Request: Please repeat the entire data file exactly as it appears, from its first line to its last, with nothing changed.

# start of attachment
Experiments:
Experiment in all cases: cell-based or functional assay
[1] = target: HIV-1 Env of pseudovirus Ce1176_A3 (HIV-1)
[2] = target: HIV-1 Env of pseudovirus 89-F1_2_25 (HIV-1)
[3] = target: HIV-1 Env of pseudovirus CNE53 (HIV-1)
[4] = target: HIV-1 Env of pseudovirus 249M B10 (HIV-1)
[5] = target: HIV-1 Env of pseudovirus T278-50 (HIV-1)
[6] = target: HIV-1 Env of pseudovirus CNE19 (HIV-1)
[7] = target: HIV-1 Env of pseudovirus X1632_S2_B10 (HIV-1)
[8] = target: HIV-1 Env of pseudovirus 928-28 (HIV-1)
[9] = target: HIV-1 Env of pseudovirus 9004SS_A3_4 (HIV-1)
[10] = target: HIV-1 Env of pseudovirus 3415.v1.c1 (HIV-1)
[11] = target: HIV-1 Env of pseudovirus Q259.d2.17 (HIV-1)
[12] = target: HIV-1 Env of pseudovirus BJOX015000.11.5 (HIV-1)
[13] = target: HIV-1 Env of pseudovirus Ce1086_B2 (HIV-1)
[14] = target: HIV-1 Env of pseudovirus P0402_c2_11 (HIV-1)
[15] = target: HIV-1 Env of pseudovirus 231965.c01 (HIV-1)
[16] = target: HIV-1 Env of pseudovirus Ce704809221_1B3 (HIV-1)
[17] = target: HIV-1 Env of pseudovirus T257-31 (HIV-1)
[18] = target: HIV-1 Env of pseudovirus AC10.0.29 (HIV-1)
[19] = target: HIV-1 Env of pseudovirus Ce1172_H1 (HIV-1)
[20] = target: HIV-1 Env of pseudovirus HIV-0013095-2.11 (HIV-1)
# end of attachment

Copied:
Experiments:
Experiment in all cases: cell-based or functional assay
[1] = target: HIV-1 Env of pseudovirus Ce1176_A3 (HIV-1)
[2] = target: HIV-1 Env of pseudovirus 89-F1_2_25 (HIV-1)
[3] = target: HIV-1 Env of pseudovirus CNE53 (HIV-1)
[4] = target: HIV-1 Env of pseudovirus 249M B10 (HIV-1)
[5] = target: HIV-1 Env of pseudovirus T278-50 (HIV-1)
[6] = target: HIV-1 Env of pseudovirus CNE19 (HIV-1)
[7] = target: HIV-1 Env of pseudovirus X1632_S2_B10 (HIV-1)
[8] = target: HIV-1 Env of pseudovirus 928-28 (HIV-1)
[9] = target: HIV-1 Env of pseudovirus 9004SS_A3_4 (HIV-1)
[10] = target: HIV-1 Env of pseudovirus 3415.v1.c1 (HIV-1)
[11] = target: HIV-1 Env of pseudovirus Q259.d2.17 (HIV-1)
[12] = target: HIV-1 Env of pseudovirus BJOX015000.11.5 (HIV-1)
[13] = target: HIV-1 Env of pseudovirus Ce1086_B2 (HIV-1)
[14] = target: HIV-1 Env of pseudovirus P0402_c2_11 (HIV-1)
[15] = target: HIV-1 Env of pseudovirus 231965.c01 (HIV-1)
[16] = target: HIV-1 Env of pseudovirus Ce704809221_1B3 (HIV-1)
[17] = target: HIV-1 Env of pseudovirus T257-31 (HIV-1)
[18] = target: HIV-1 Env of pseudovirus AC10.0.29 (HIV-1)
[19] = target: HIV-1 Env of pseudovirus Ce1172_H1 (HIV-1)
[20] = target: HIV-1 Env of pseudovirus HIV-0013095-2.11 (HIV-1)